This study evaluated the effectiveness of the DNA Evidence Collection computer-based training (CBT) instruction, comparing the CBT technology to the traditional platform-based instruction, specifically the beginning level module of the DNA Evidence Collection CBT training using the Lexington-Fayette Urban County (Kentucky) Division of Police.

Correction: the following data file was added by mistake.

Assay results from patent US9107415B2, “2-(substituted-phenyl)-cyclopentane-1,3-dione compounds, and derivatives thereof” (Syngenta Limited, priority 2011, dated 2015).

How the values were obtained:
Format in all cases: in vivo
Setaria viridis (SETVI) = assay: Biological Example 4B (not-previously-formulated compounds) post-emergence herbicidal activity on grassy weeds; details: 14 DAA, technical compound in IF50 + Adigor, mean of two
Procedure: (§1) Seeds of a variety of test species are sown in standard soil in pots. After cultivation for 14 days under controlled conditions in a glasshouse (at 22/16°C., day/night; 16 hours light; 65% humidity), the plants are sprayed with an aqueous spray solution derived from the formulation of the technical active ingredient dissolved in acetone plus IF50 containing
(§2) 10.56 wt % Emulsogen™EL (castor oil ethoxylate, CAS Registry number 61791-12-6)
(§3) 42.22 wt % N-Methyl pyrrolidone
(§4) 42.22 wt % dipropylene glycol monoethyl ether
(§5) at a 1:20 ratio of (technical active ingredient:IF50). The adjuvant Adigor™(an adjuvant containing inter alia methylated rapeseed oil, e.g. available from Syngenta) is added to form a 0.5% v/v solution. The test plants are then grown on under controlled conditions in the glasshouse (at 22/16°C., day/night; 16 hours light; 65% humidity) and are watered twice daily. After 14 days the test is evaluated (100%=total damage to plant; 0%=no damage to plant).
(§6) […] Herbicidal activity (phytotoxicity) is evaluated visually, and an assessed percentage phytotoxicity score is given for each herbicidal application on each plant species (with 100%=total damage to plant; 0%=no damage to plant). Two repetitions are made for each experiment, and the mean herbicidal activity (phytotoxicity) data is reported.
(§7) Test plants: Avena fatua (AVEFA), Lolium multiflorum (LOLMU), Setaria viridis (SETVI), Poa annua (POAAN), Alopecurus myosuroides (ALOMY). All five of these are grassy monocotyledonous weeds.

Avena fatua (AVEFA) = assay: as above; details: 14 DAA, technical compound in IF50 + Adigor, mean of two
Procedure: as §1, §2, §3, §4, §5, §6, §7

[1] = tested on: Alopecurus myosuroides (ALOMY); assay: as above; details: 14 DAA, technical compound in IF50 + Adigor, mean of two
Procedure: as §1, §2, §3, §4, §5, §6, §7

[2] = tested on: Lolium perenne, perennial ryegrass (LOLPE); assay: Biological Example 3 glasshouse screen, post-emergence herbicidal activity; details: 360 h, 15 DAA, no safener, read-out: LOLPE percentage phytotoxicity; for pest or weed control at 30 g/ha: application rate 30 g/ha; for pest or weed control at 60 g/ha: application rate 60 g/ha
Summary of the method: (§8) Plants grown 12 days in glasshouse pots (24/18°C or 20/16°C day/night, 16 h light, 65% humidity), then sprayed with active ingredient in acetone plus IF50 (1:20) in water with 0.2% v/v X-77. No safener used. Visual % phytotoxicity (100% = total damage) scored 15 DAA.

A computer-based curriculum for training officers in DNA collection techniques was developed by the Eastern Kentucky University Justice and Safety Center. The beginning and advanced version of “What Every Law Enforcement Officer Should Know About DNA Evidence” was supported by a grant from the U.S. Department of Justice, National Institute of Justice, Office of Science and Technology and utilizes interactive scenario training to educate officers. The beginning module focuses on issues that arise for the first-responding law enforcement officer and/or evidence technician. This study evaluated the effectiveness of computer-based training (CBT) technology compared to traditional platform-based instruction, specifically the beginning level module, describes the DNA Evidence CBT, outlines the evaluation and findings, and discusses the implications. In evaluating the effectiveness of the DNA Evidence Collection-Beginning Level CBT module, pre- and post-instruction knowledge tests and attitudinal surveys were developed. The evaluation was conducted using the Lexington-Fayette Urban County (Kentucky) Division of Police. The tests were designed to determine the officer’s knowledge before and after instruction. Study results indicated that both lecture and computer-based training resulted in increased knowledge about DNA evidence, the amount of learning that occurred did not differ significantly across the two modes of instruction, lack of familiarity with computers did not hamper participants in the computer-based training from learning the material, and officers were generally positive about computer-based training, both before and after course completion. Computer-based training is seen as an effective method of instructing officers on the use of DNA evidence. The results suggest that this mode of instruction may be a desirable option for law enforcement agencies with limited resources. An identified limitation of the study was that the sample size was small and not very diverse. Future research was recommended in determining if this approach to training worked equally well for rural and urban police departments at their respective locations and with the resources available to them. References
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